Rescind: Malaria in U.S. Traveler to Costa Rica

CDC is rescinding its malaria notice posted on May 10, 2018 regarding a case of P. falciparum malaria in a U.S. traveler who returned from Costa Rica. The 54-year-old man was traveling in the Osa Peninsula in Puntarenas Province in Costa Rica April 7–20, 2018 for ecotourism. Seven days after returning, he developed fever, body aches, and gastrointestinal symptoms, and was admitted to the hospital. Thick and thin blood smears for malaria were negative, but a malaria rapid diagnostic test (RDT) at the hospital was positive, and testing at a state health department laboratory with polymerase chain reaction (PCR) was positive for P. falciparum malaria. However, further testing at CDC’s laboratory with two methods of PCR, antigen detection, and serology were all negative. The conclusion is the previous RDT and PCR were false positives, and that there is no evidence of malaria in this patient.

Costa Rica had no local transmission of malaria from 2013 through most of 2016. Then, at the end of 2016, 4 cases of locally-transmitted P. vivax were reported, and again in 2017 9 cases of P. vivax were reported, all in the northern part of the country.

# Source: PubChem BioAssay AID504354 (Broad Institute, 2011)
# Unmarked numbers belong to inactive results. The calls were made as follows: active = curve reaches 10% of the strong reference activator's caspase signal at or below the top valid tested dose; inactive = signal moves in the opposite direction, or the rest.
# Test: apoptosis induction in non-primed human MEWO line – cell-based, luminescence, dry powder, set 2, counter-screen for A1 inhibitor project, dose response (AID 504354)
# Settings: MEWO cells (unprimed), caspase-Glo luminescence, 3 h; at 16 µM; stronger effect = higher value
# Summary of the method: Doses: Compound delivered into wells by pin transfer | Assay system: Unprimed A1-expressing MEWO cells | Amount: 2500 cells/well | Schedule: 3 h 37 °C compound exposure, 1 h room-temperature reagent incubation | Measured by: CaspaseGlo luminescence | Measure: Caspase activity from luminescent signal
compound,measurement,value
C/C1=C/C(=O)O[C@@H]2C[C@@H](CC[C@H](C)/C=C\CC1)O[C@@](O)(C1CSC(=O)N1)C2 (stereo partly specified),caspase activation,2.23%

While no malaria prophylaxis is recommended, travelers should continue to take measures to avoid mosquito bites, as other diseases can be spread by mosquitoes. These measures include using insect repellent when outdoors, wearing protective clothing, staying in an air-conditioned or well-screened area, and sleeping under an insecticide-treated bed net.

See the CDC malaria website for additional health information about malaria including prevention of mosquito bites and drugs for malaria prevention. For general health information for travelers to all areas of the world, see the CDC Travelers’ Health website.

Page last reviewed: May 22, 2018